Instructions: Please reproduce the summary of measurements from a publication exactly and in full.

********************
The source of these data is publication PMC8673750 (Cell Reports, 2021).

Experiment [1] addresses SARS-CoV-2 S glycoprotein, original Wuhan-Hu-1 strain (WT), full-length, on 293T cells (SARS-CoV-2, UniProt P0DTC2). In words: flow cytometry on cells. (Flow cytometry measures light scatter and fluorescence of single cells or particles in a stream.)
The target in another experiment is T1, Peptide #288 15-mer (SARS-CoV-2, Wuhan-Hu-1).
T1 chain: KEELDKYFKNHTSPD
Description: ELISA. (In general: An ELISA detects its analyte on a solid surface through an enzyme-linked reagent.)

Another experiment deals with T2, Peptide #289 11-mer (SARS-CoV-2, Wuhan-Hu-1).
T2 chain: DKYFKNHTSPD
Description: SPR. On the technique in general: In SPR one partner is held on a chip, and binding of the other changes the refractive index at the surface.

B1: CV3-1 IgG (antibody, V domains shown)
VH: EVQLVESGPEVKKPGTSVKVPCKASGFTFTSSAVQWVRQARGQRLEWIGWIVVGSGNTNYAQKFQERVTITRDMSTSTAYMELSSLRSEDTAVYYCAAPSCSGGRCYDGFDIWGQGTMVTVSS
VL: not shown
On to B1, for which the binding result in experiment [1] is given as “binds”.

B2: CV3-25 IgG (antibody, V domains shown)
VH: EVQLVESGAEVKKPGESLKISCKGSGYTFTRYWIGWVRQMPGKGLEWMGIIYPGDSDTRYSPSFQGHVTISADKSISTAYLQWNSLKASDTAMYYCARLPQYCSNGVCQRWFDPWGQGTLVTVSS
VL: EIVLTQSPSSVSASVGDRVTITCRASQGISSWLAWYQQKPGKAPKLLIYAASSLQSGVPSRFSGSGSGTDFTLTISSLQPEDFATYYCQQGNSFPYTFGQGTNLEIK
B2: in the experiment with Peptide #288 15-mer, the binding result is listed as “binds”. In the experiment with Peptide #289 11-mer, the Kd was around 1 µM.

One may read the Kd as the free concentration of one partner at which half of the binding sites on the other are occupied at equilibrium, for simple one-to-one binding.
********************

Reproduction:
The source of these data is publication PMC8673750 (Cell Reports, 2021).

Experiment [1] addresses SARS-CoV-2 S glycoprotein, original Wuhan-Hu-1 strain (WT), full-length, on 293T cells (SARS-CoV-2, UniProt P0DTC2). In words: flow cytometry on cells. (Flow cytometry measures light scatter and fluorescence of single cells or particles in a stream.)
The target in another experiment is T1, Peptide #288 15-mer (SARS-CoV-2, Wuhan-Hu-1).
T1 chain: KEELDKYFKNHTSPD
Description: ELISA. (In general: An ELISA detects its analyte on a solid surface through an enzyme-linked reagent.)

Another experiment deals with T2, Peptide #289 11-mer (SARS-CoV-2, Wuhan-Hu-1).
T2 chain: DKYFKNHTSPD
Description: SPR. On the technique in general: In SPR one partner is held on a chip, and binding of the other changes the refractive index at the surface.

B1: CV3-1 IgG (antibody, V domains shown)
VH: EVQLVESGPEVKKPGTSVKVPCKASGFTFTSSAVQWVRQARGQRLEWIGWIVVGSGNTNYAQKFQERVTITRDMSTSTAYMELSSLRSEDTAVYYCAAPSCSGGRCYDGFDIWGQGTMVTVSS
VL: not shown
On to B1, for which the binding result in experiment [1] is given as “binds”.

B2: CV3-25 IgG (antibody, V domains shown)
VH: EVQLVESGAEVKKPGESLKISCKGSGYTFTRYWIGWVRQMPGKGLEWMGIIYPGDSDTRYSPSFQGHVTISADKSISTAYLQWNSLKASDTAMYYCARLPQYCSNGVCQRWFDPWGQGTLVTVSS
VL: EIVLTQSPSSVSASVGDRVTITCRASQGISSWLAWYQQKPGKAPKLLIYAASSLQSGVPSRFSGSGSGTDFTLTISSLQPEDFATYYCQQGNSFPYTFGQGTNLEIK
B2: in the experiment with Peptide #288 15-mer, the binding result is listed as “binds”. In the experiment with Peptide #289 11-mer, the Kd was around 1 µM.

One may read the Kd as the free concentration of one partner at which half of the binding sites on the other are occupied at equilibrium, for simple one-to-one binding.